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Full Question: Now that allergy season is here, I have a headache everyday. I wake up with a headache and I go to bed with headache. I have had headaches since the age of 11. Therefore I know what type of headache I have. I take a 24 hr reactine everyday, but I still have to take Tylenol and Advil (I alternate between the 2) every 3 to 4 hours. It drives me crazy! What can I do more to get rid of these headaches? Thank you, Claudette. Answer: Dear Claudette; You say you know what kind of headache you have, but are you sure? Have you been diagnosed by your doctor? Allergies can certainly be a headache issue, but it’s also very common for people with Migraine to have more Migraines during allergy season. Whether you’re experiencing “allergy headaches” or Migraines, one thing is almost certain, that you need to stop taking Tylenol and Advil daily. Analgesics, whether prescription or over-the-counter, if taken more than two or three days a week, can compound the situ...
Chest pain is one of the scariest symptoms a person can have because the first thing we usually think of is a heart attack. Of course, any new chest pain should be considered a medical emergency and checked out right away. But once a heart problem has been ruled out, one of the possibilities your doctor may consider is costochondritis. Costochondritis ((kos-toe-KHON-dri-tis) is an inflammation of the cartilage that connects a rib to the breastbone (sternum). It is one of the most common cause of musculoskeletal chest pain. Symptoms: The two main symptoms of costochondritis are pain and tenderness in the chest wall, specifically where the ribs attach to the breastbone.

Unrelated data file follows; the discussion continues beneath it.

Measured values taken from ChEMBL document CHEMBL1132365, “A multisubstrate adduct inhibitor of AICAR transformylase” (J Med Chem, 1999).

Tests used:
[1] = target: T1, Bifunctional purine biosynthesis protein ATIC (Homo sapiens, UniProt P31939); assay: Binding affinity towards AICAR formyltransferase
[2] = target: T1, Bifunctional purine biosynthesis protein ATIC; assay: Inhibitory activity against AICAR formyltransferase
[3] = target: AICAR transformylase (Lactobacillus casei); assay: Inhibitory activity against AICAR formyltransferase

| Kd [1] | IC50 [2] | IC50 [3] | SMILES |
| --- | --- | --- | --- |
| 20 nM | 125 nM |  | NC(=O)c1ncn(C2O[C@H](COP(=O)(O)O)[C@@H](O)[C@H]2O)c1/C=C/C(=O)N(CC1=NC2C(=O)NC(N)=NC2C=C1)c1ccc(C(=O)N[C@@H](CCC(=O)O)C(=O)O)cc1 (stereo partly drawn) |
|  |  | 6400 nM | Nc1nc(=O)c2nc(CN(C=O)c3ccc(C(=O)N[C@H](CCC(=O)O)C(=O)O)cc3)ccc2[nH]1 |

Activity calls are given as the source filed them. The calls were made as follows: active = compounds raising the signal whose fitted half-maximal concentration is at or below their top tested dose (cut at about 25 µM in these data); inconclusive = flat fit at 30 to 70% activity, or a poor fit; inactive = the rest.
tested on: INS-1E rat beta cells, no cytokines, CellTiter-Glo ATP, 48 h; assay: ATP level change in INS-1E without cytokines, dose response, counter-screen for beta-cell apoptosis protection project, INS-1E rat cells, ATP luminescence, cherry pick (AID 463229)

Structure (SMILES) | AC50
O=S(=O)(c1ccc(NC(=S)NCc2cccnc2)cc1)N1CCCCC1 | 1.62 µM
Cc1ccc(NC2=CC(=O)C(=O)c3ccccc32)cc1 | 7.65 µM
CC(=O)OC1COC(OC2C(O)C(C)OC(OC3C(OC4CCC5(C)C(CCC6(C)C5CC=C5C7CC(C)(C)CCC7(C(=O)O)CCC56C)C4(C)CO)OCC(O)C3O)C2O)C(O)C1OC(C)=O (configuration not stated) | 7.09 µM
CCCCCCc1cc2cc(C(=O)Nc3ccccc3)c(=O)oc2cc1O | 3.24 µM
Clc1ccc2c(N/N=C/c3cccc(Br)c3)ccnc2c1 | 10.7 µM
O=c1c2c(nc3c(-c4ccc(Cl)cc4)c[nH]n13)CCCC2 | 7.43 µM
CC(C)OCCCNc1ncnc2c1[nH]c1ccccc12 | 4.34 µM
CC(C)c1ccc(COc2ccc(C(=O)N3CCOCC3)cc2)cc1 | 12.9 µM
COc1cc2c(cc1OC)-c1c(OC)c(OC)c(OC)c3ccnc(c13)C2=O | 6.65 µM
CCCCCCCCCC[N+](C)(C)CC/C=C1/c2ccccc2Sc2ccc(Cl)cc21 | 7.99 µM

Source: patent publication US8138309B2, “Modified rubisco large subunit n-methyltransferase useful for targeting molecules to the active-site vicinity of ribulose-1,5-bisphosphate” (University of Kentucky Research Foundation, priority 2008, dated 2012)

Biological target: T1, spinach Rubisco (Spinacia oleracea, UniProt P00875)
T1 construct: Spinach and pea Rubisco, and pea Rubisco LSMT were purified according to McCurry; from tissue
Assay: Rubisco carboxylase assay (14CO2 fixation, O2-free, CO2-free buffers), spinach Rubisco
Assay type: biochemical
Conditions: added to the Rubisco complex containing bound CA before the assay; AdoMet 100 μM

Pain – The pain of costochondritis is usually described as sharp and/or stabbing, but may also be dull, burning or gnawing. Often the pain gets worse when coughing or taking a deep breath. There may also be some difficulty breathing. The location of the pain can be on either...
Generic Name: EXPECTORANT/ACETAMINOPHEN - ORAL Refenesen Chest Congest & Pain Oral Uses
This combination medication is used to temporarily treat
symptoms caused by the common cold, flu, allergies, or other breathing
illnesses (such as sinusitis, bronchitis). The expectorant helps thin and
loosen mucus in the lungs, making it easier to cough up the mucus.
Acetaminophen (APAP) is a non-aspirin pain reliever and fever
This medication is not usually used for ongoing coughs
from smoking, asthma, other long-term breathing problems (such as emphysema),
or coughs with a lot of mucus unless directed by your doctor.
Cough-and-cold products have not been shown to be safe or
effective in children younger than 6 years. Therefore, do not use this product
to treat cold symptoms in children younger than 6 years unless specifically
directed by the doctor. Some products (such as long-acting tablets/capsules)
are not recommended for use ...
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